-It is the opposite of convergent questioning. The focus of divergent questioning is broad. Rather than seeking a single focus, the teacher, with divergent strategy, evokes student’s responses that vary greatly.
-This technique is ideal for building the self-concepts of children of minority groups, because divergent questions often have few “right” or “wrong” responses.
1. Eliciting Multiple Responses:
· If the teacher decides that more than one student should respond to a particular divergent question. Then the teacher asks a question that can be answered with multiple responses.
2. Accepting diversity:
- In addition to eliciting to longer and multiple responses, the teacher must also be prepared to accept diverse responses.
- To reinforce appropriate responses behavior, the teacher must demonstrate a high degree of acceptance for the response of each student.
- The rule of thumb is that when divergent questions are asked by the teacher, free responses of each student must be allowed. Again, this is a great technique for disadvantaged students, as they may get to become “stars” in the classroom.
3. Beginning the sequence:
Divergent questions deal with high level of thinking
o A technique that helps the teacher initially frame divergent questions is to write out the questions prior to ask them. Then examine them to ensure that they are clearly stated and convey the precise meaning intended.
o The teacher who uses the divergent questions for the first time will probably find the initial class experience rather difficult or even disappointing, usually because students are not oriented towards giving longer or higher-level thinking responses.
o The teacher who uses a divergent technique of questioning will soon discover that the students will respond in the higher level thinking categories of the cognitive taxonomy- that is analyzing, evaluating and creating.
o In this process, while encouraging students to listen to each other, the teacher allows them to participate in a dynamic fashion and thus, to receive peer reinforcement for positive and constructive classroom behavior.
o Named for Socrates (ca. 470-399 B.C.), the early Greek philosopher/teacher Socrates.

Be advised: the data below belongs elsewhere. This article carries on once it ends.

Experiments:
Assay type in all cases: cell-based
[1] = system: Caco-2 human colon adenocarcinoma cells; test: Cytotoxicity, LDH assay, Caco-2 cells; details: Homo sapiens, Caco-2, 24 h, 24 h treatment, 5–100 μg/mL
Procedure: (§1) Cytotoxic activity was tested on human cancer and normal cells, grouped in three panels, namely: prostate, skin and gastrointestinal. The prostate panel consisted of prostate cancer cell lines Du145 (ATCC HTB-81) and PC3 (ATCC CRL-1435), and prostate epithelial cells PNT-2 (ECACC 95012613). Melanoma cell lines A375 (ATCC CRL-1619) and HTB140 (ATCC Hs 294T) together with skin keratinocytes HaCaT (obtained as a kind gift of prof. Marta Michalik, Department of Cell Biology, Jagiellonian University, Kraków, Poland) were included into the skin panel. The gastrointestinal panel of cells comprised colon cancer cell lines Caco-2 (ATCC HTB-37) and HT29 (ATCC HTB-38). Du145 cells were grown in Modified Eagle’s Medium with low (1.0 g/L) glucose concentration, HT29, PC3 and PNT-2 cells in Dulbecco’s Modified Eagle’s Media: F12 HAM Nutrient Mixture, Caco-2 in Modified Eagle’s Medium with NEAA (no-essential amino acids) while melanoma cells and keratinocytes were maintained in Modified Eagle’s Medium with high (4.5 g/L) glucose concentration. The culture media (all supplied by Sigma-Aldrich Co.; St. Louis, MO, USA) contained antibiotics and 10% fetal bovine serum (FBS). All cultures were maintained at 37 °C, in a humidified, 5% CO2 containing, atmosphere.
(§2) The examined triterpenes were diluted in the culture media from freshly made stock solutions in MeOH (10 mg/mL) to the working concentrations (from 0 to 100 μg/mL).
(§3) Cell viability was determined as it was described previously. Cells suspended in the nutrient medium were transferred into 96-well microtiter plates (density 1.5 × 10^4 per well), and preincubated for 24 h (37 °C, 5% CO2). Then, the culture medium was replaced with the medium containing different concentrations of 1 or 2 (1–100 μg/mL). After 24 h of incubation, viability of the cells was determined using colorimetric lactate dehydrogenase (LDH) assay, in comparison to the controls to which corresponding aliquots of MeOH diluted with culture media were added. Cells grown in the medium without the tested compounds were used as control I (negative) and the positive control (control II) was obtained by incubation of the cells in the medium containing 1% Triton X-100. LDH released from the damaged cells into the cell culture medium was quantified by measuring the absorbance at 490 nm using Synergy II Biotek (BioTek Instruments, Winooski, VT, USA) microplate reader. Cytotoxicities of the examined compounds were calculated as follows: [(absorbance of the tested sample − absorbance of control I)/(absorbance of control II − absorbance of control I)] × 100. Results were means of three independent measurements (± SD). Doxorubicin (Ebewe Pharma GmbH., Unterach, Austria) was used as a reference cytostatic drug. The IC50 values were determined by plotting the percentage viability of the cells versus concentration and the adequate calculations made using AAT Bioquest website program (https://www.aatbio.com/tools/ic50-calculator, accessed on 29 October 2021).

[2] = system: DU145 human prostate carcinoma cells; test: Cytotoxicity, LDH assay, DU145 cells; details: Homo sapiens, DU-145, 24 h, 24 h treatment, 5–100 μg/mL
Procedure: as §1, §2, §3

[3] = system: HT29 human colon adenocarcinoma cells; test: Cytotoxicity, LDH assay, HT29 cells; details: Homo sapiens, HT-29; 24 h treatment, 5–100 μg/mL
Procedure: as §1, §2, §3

o A Socratic approach to teaching is one in which the instructor poses thoughtful questions to help students learn.
o The Socratic method of teaching is a student-centered approach that challenges learners to develop their critical thinking skills and engage in analytic discussion.
o Facilitate inquiry-based learning.
o Active participation.
o Help students to construct knowledge.
o Poses thoughtful questions to help students learn.
o examine students ideas logically
o student-centered learning.(helps students to engage)
o Improve long-term retention of knowledge.
o Help students to develop problem-solving skills.
o Model of critical thinking.(teacher's act)
o Respect student’s view points.
o Probes their understanding.(improvise, expand the question)
o Show genuine interest in their thinking.
o Create intellectually stimulating classroom environment.
o Acknowledge the value of students in the classroom.
o Ask open-ended questions that require elaboration. If you ask questions that require only a yes or no answer, you won’t be able to determine a student’s real understanding of the material. Ask the student to do the explaining.
Six Types of Questioning:
- Questions for clarification.
- Questions that ask assumptions.
- Questions that ask reasons and evidence.
- Questions about Viewpoints and Perspectives.
- Questions that ask implications and consequences.
- Questions about the question.
Questions for clarification:
Get them to think more about what exactly they are asking or thinking about. Prove the concepts behind their argument.
Questions that ask assumptions:
Probing their assumptions makes them think about the unquestioned beliefs on which they are founding their argument.
Questions that ask reasons and evidence:
When they give a rationale for their arguments, dig into that reasoning rather than assuming it is a given.
Questions about Viewpoints and Perspectives:
Most arguments are given from a particular position. So attack the position. Show that there are other, equally valid, viewpoints.
Questions that ask implications and consequences:
The argument that they give may have logical implications that can be forecast.
Questions about the question:
And you can also get reflexive about the whole thing, turning the question into itself. Use their attack against themselves. Bounce the ball back into their court, etc.
Procedural Steps of questioning:
- Write question.
- Gain attention.
- Ask Question.
- Pause while asking the question
- Call for the responses/answer
- If no responses change the question.
- Again if no responses pick somebody.
- After the response supplement on it.